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Wooden worktop in kitchen

10 replies

todaywasfun · 23/08/2007 22:00

We've just moved to a house with a newish wooden worktop (ikea). In the previous house, we had a laminate one that we could spray liberally with kitchen spray and wipe down every day so it was all shiny and clean. I am assuming that this is not a good idea with a wooden one. My question is: how do I keep the wooden one hygenic? It gets grubby, covered in crumbs etc, even though we have put cork mats all over it to protect it. Plus we are getting through masses of kitchen roll wiping off all the splashes of water, especially around the sink (and the oil seems to come off when we do this). Frankly me and DH are despairing of ever being able to live with it. Please help!
PS - we have bought the oil from ikea for it and I will applying it v.soon and v.often!

OP posts:
skibump · 23/08/2007 22:03

We have wooden worksurface, no probs. I spray it liberally etc, but wood is a natural antiseptic so it's probably more hygenic anyway. Do oil it to make sure water doesn't get in the grain, other than that it's great

todaywasfun · 23/08/2007 22:12

Thanks skibump. Do you have to dry it off after cleaning?

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CantSleepWontSleep · 23/08/2007 22:14

I just wipe mine (good solid sepo wood) with a damp cloth usually, or occasionally dettox. It does get a bit wet and horrid around the sink, but is otherwise fab. Dh used to oil it every 3 months or so, but it's def less often than that these days.

cazzybabs · 23/08/2007 22:16

I marked ours very badly just before we put our house on the market (I put some clothes cleaning chemical on it and it removed the vanish and in the same week I put a pan on it and burned the wood). However, a quick sand with a sander and it was gone (Dh points out it was infact 2 days of several hours)! Good as new!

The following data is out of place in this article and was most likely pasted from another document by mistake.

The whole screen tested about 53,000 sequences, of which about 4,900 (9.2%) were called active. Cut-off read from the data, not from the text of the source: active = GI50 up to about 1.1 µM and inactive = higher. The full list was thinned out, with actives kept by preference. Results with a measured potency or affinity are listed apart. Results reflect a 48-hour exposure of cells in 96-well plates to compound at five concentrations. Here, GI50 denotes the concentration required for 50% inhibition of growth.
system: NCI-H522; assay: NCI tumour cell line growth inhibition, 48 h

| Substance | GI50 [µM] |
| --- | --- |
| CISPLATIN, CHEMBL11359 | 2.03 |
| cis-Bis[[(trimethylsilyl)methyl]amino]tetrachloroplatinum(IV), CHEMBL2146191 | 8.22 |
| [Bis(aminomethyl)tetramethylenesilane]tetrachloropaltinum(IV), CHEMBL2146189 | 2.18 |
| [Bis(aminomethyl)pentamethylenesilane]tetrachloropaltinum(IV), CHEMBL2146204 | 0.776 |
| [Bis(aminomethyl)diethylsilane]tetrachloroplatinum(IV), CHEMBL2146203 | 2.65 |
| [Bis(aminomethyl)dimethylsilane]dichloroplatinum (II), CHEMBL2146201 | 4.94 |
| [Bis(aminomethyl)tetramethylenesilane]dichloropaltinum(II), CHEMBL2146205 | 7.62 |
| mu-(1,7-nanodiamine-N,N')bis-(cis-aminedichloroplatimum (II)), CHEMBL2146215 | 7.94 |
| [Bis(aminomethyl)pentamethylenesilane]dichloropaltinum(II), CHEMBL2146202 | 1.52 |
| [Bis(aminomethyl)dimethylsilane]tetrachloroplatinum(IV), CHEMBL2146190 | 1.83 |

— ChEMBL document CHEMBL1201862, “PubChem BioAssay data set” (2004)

So don't panic about water marks - yes it doesn't look so good but you get used to it and you can always sand them off if you can be bothered!

funnypeculiar · 23/08/2007 22:25

oh, and fwiw, we think the ikea oil is crap - takes AGES to sink in - use normal teak oil (B&Q)

Have to say, we also inherited a wooden work surface, and I bloody hate it - damp got in round the sink when we were on hols (taps leaked), red wine stains, raspberry stains, you name it ... we'll be replacing ours before we sell!!

todaywasfun · 23/08/2007 22:31

Thanks all. Will try ikea oil - may have to try something else by the sounds of it.
Situation not really helped by a really useless tap that splashes everywhere.

OP posts:
lljkk · 24/08/2007 18:39

Aack, don't use teak oil -- it's potentially toxic. Use Danish oil or boiled linseed oil, you get these from quality kitchen places.

todaywasfun · 24/08/2007 22:00

Thanks for the link, lljkk - very useful

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DreamtOfMandalay · 24/08/2007 22:11

I love my wooden (ikea) worktop. Was a bit chary about it before I got it but totally converted.

You don't need to wipe off water religiously - just make sure you wipe it off before you go to work/bed ie don't leave water standing on it for hours and hours. If you oil it regularly (every 6 months or so) it should repel the water fairly well.

Personally I don't use cork mats...? They're quite hard-wearing.

Don't use harsh cleaners, just a dab of washing up liquid on a sponge is fine.

One tip: don't let persil non-bio washing liquid come into contact with it - god knows what's in that stuff but it stripped years worth of oil off my worktop in about 30 seconds - there is a big bald patch now!

todaywasfun · 25/08/2007 22:53

DofM - thanks.
Cork mats are just to stand cups and glasses on. We managed to mark the worktop on our first day in the house with a slightly wet glass from the removals men and have decided to take no more chances...
Maybe I am being slightly paranoid (must have wiped up splashes around the sink over 20 times in the course of making dinner today!)

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